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After String of Gaffes by UP Ministers, Dalit BJP MPs Ask Party to End House Calls

Ahead of general elections next year, Prime Minister Narendra Modi and the BJP face the challenge of winning the trust of Dalits from within as Dalit voices in the BJP have also been vocal against atrocities on Dalits.

Abhishek Patni | CNN-News18Abhishek_Patni

Updated:May 8, 2018, 11:35 PM IST
After String of Gaffes by UP Ministers, Dalit BJP MPs Ask Party to End House Calls
BJP President Amit Shah having lunch at a Dalit household (File photo: PTI)
New Delhi: The BJP’s latest ‘dine with Dalits’ outreach doesn’t seem to have gone down well with the saffron party’s own lawmakers from the Dalit community. After a string of embarrassing incidents and statements, the BJP’s Dalit MPs want the party to put an immediate end to such visits to Dalit homes.

Bahraich MP Savitri Phule says the exercise is fuelling distrust among Dalits. “When you need Dalit votes, mosquitoes are not a problem,” she tells News18, taking a dig at UP minister Anupama Jaiswal who had complained of mosquito bites during her visit to a Dalit home.

“These visits do not serve any purpose. When you go to a Dalit’s home, the idea is to realise how a Dalit lives. Instead, you eat shahi paneer, dal makhni, pulao and gulab jamuns and then share the photo on Twitter, WhatsApp and Facebook,” says Phule, this time referencing minister Suresh Rana’s visit to a Dalit home.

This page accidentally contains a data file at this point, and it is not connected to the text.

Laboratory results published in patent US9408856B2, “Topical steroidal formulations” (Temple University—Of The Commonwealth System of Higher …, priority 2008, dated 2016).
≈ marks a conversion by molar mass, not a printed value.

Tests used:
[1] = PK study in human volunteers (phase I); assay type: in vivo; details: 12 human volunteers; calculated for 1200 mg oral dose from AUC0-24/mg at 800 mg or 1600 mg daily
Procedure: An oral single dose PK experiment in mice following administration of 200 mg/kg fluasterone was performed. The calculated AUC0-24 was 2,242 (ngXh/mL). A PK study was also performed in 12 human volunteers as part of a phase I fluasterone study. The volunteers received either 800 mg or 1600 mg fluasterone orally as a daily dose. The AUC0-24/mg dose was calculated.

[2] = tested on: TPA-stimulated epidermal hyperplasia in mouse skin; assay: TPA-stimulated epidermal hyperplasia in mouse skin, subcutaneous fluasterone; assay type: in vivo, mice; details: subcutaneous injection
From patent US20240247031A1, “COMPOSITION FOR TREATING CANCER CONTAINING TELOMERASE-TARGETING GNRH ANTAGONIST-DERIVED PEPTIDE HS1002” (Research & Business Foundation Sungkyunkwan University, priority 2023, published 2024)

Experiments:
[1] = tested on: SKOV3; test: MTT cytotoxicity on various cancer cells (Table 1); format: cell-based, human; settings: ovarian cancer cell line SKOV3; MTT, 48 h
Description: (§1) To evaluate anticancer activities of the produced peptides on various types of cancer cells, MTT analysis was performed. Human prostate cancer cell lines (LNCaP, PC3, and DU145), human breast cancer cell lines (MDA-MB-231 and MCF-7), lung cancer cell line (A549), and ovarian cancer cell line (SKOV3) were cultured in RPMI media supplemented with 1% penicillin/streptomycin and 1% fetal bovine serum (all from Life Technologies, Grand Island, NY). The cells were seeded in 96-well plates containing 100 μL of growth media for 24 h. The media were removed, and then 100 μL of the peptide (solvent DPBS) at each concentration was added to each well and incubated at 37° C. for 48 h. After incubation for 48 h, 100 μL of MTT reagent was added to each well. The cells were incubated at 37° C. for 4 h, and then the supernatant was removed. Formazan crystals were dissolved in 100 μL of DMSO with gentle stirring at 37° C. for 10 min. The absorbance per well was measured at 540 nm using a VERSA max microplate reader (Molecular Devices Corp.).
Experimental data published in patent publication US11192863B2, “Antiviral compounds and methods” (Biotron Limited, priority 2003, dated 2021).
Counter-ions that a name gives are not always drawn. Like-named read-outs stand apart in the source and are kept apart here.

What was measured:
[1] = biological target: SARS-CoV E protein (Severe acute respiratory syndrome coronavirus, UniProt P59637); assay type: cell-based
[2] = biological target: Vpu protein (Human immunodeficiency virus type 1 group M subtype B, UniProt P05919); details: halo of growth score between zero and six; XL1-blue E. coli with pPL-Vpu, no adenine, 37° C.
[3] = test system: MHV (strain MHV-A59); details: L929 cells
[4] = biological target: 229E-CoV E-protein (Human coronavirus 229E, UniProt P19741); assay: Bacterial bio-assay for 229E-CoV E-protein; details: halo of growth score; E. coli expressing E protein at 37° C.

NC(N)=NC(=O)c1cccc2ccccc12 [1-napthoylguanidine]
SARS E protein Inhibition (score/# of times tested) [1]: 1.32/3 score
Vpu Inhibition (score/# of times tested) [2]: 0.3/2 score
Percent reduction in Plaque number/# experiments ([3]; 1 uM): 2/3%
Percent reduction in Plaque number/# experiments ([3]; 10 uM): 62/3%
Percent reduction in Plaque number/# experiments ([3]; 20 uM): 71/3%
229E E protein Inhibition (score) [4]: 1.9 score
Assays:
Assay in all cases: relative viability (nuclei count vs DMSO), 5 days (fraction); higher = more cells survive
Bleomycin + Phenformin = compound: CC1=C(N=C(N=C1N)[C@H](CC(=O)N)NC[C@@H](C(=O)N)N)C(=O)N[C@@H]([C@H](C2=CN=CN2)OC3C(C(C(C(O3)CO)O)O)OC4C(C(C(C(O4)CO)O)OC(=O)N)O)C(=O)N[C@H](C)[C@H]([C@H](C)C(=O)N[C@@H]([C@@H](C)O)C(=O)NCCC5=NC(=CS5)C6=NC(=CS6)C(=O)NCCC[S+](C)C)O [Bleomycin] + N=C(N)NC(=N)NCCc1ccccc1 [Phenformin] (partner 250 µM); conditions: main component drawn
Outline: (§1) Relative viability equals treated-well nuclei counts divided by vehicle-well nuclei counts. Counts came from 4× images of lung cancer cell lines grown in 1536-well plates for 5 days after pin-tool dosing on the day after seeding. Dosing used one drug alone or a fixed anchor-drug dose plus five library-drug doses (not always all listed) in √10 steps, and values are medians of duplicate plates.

Rana had landed uninvited at a Dalit family’s home in Aligarh's Lohagarh village with party supporters and had allegedly ordered the food and cutlery from outside. He has denied the allegations.

Phule is not alone in her anger. Dr Sanjay Paswan, president of the party’s Scheduled Caste wing, also wants the BJP to go slow on the visits to Dalit families. He says the BJP won’t gain much from the outreach if the leaders who are part of it don’t know what’s needed to be done. "For example, not many non-Dalit leaders, who take part in Samrasta Bhog Abhiyan, know that most Dalits are non-vegetarians. In one day, they cannot teach the Dalits to be vegetarians."

BJP MP Udit Raj, who is also a Dalit, says the party seems to have been caught in a time wrap as some leaders still feel they are doing the Dalits a “favour” by dining with them.

“Today's Dailt is not a Dailt from the 1960s or 70s. Today, Dalits know how to assert themselves and the party must realise this fact,” says Raj in apparent reference to UP minister Thakur Rajendra Pratap Singh’s controversial statement that BJP leaders visiting Dalit homes was akin to “Lord Ram visiting Shabari’s home”.

Ahead of general elections next year, Prime Minister Narendra Modi and the BJP face the challenge of winning the trust of Dalits who have taken to protests against atrocities on minorities and the dilution of the SC/ST Protection Act. The saffron party also faces a similar challenge from within as Dalit voices in the BJP have also been vocal against atrocities on minorities.

In political math, 1+1 is rarely 2. Had that been the case, the Samajwadi Party-Congress combination wouldn’t have lost to the BJP in Uttar Pradesh Assembly elections.

The party may have shed its traditional ‘Brahmin-Baniya’ image to woo Dalits ahead of the 2014 elections and the same may have worked well for it in UP Assembly elections, but recent controversies may have eroded some of the trust the party had generated.